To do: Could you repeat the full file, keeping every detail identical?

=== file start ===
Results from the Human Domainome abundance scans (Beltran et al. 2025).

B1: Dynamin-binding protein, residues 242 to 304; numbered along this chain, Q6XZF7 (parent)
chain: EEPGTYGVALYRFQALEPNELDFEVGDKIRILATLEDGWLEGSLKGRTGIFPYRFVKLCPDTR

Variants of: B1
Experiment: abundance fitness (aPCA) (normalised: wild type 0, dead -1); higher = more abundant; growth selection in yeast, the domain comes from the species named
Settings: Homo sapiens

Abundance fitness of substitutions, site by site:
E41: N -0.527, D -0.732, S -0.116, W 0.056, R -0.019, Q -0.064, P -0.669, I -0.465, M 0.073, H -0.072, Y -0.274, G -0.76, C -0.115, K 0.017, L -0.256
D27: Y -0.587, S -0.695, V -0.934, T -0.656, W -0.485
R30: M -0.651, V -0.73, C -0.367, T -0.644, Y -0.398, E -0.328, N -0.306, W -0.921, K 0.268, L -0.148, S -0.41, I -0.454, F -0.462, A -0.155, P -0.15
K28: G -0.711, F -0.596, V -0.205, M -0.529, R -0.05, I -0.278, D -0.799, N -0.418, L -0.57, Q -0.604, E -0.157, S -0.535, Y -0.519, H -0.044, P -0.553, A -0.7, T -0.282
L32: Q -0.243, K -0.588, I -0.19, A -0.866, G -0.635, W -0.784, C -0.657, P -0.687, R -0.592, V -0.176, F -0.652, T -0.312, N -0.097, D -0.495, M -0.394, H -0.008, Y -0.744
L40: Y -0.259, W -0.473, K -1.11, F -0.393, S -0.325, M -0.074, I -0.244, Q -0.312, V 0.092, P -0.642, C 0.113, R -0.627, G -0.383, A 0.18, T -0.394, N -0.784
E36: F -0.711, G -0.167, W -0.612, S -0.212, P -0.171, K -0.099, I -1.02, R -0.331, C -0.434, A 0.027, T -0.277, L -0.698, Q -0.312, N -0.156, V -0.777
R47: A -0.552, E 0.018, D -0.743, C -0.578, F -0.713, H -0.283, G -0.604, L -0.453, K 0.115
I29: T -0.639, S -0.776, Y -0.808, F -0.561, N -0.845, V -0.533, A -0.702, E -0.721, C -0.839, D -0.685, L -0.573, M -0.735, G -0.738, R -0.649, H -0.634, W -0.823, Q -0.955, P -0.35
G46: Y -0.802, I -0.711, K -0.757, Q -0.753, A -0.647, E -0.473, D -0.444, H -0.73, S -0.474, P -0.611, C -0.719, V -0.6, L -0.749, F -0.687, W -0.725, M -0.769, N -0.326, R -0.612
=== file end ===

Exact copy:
Results from the Human Domainome abundance scans (Beltran et al. 2025).

B1: Dynamin-binding protein, residues 242 to 304; numbered along this chain, Q6XZF7 (parent)
chain: EEPGTYGVALYRFQALEPNELDFEVGDKIRILATLEDGWLEGSLKGRTGIFPYRFVKLCPDTR

Variants of: B1
Experiment: abundance fitness (aPCA) (normalised: wild type 0, dead -1); higher = more abundant; growth selection in yeast, the domain comes from the species named
Settings: Homo sapiens

Abundance fitness of substitutions, site by site:
E41: N -0.527, D -0.732, S -0.116, W 0.056, R -0.019, Q -0.064, P -0.669, I -0.465, M 0.073, H -0.072, Y -0.274, G -0.76, C -0.115, K 0.017, L -0.256
D27: Y -0.587, S -0.695, V -0.934, T -0.656, W -0.485
R30: M -0.651, V -0.73, C -0.367, T -0.644, Y -0.398, E -0.328, N -0.306, W -0.921, K 0.268, L -0.148, S -0.41, I -0.454, F -0.462, A -0.155, P -0.15
K28: G -0.711, F -0.596, V -0.205, M -0.529, R -0.05, I -0.278, D -0.799, N -0.418, L -0.57, Q -0.604, E -0.157, S -0.535, Y -0.519, H -0.044, P -0.553, A -0.7, T -0.282
L32: Q -0.243, K -0.588, I -0.19, A -0.866, G -0.635, W -0.784, C -0.657, P -0.687, R -0.592, V -0.176, F -0.652, T -0.312, N -0.097, D -0.495, M -0.394, H -0.008, Y -0.744
L40: Y -0.259, W -0.473, K -1.11, F -0.393, S -0.325, M -0.074, I -0.244, Q -0.312, V 0.092, P -0.642, C 0.113, R -0.627, G -0.383, A 0.18, T -0.394, N -0.784
E36: F -0.711, G -0.167, W -0.612, S -0.212, P -0.171, K -0.099, I -1.02, R -0.331, C -0.434, A 0.027, T -0.277, L -0.698, Q -0.312, N -0.156, V -0.777
R47: A -0.552, E 0.018, D -0.743, C -0.578, F -0.713, H -0.283, G -0.604, L -0.453, K 0.115
I29: T -0.639, S -0.776, Y -0.808, F -0.561, N -0.845, V -0.533, A -0.702, E -0.721, C -0.839, D -0.685, L -0.573, M -0.735, G -0.738, R -0.649, H -0.634, W -0.823, Q -0.955, P -0.35
G46: Y -0.802, I -0.711, K -0.757, Q -0.753, A -0.647, E -0.473, D -0.444, H -0.73, S -0.474, P -0.611, C -0.719, V -0.6, L -0.749, F -0.687, W -0.725, M -0.769, N -0.326, R -0.612